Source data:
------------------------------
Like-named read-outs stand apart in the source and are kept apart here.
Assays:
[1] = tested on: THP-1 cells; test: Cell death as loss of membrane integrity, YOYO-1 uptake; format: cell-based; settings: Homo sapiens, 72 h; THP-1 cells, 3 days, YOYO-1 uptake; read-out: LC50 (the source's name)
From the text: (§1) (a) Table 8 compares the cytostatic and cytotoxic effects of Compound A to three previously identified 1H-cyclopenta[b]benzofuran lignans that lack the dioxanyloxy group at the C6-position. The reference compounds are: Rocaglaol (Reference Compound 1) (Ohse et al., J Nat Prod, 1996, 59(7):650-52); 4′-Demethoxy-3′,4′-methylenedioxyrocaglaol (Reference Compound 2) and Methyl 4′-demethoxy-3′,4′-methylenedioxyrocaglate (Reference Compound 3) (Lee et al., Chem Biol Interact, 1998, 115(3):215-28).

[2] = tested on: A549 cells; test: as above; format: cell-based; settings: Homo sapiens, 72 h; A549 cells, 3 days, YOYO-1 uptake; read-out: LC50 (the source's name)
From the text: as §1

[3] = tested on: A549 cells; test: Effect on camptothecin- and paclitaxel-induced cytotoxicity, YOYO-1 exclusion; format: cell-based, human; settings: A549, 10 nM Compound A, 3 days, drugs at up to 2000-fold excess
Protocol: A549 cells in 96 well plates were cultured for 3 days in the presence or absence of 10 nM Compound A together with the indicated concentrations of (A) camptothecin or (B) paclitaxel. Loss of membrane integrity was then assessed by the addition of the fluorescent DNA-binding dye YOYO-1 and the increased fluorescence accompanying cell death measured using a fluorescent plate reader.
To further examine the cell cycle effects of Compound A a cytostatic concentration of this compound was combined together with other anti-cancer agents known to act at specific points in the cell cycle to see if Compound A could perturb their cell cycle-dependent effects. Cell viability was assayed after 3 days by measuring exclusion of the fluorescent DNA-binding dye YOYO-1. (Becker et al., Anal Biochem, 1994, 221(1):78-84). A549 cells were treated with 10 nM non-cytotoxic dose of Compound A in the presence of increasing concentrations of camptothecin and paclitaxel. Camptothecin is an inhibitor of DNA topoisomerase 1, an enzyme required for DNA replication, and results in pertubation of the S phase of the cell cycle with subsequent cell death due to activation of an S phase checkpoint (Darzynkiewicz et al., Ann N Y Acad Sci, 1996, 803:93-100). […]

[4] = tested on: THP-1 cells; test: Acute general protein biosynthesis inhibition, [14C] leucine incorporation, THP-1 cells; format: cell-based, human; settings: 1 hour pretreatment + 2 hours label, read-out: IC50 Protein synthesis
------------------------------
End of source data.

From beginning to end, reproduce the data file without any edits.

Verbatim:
Like-named read-outs stand apart in the source and are kept apart here.
Assays:
[1] = tested on: THP-1 cells; test: Cell death as loss of membrane integrity, YOYO-1 uptake; format: cell-based; settings: Homo sapiens, 72 h; THP-1 cells, 3 days, YOYO-1 uptake; read-out: LC50 (the source's name)
From the text: (§1) (a) Table 8 compares the cytostatic and cytotoxic effects of Compound A to three previously identified 1H-cyclopenta[b]benzofuran lignans that lack the dioxanyloxy group at the C6-position. The reference compounds are: Rocaglaol (Reference Compound 1) (Ohse et al., J Nat Prod, 1996, 59(7):650-52); 4′-Demethoxy-3′,4′-methylenedioxyrocaglaol (Reference Compound 2) and Methyl 4′-demethoxy-3′,4′-methylenedioxyrocaglate (Reference Compound 3) (Lee et al., Chem Biol Interact, 1998, 115(3):215-28).

[2] = tested on: A549 cells; test: as above; format: cell-based; settings: Homo sapiens, 72 h; A549 cells, 3 days, YOYO-1 uptake; read-out: LC50 (the source's name)
From the text: as §1

[3] = tested on: A549 cells; test: Effect on camptothecin- and paclitaxel-induced cytotoxicity, YOYO-1 exclusion; format: cell-based, human; settings: A549, 10 nM Compound A, 3 days, drugs at up to 2000-fold excess
Protocol: A549 cells in 96 well plates were cultured for 3 days in the presence or absence of 10 nM Compound A together with the indicated concentrations of (A) camptothecin or (B) paclitaxel. Loss of membrane integrity was then assessed by the addition of the fluorescent DNA-binding dye YOYO-1 and the increased fluorescence accompanying cell death measured using a fluorescent plate reader.
To further examine the cell cycle effects of Compound A a cytostatic concentration of this compound was combined together with other anti-cancer agents known to act at specific points in the cell cycle to see if Compound A could perturb their cell cycle-dependent effects. Cell viability was assayed after 3 days by measuring exclusion of the fluorescent DNA-binding dye YOYO-1. (Becker et al., Anal Biochem, 1994, 221(1):78-84). A549 cells were treated with 10 nM non-cytotoxic dose of Compound A in the presence of increasing concentrations of camptothecin and paclitaxel. Camptothecin is an inhibitor of DNA topoisomerase 1, an enzyme required for DNA replication, and results in pertubation of the S phase of the cell cycle with subsequent cell death due to activation of an S phase checkpoint (Darzynkiewicz et al., Ann N Y Acad Sci, 1996, 803:93-100). […]

[4] = tested on: THP-1 cells; test: Acute general protein biosynthesis inhibition, [14C] leucine incorporation, THP-1 cells; format: cell-based, human; settings: 1 hour pretreatment + 2 hours label, read-out: IC50 Protein synthesis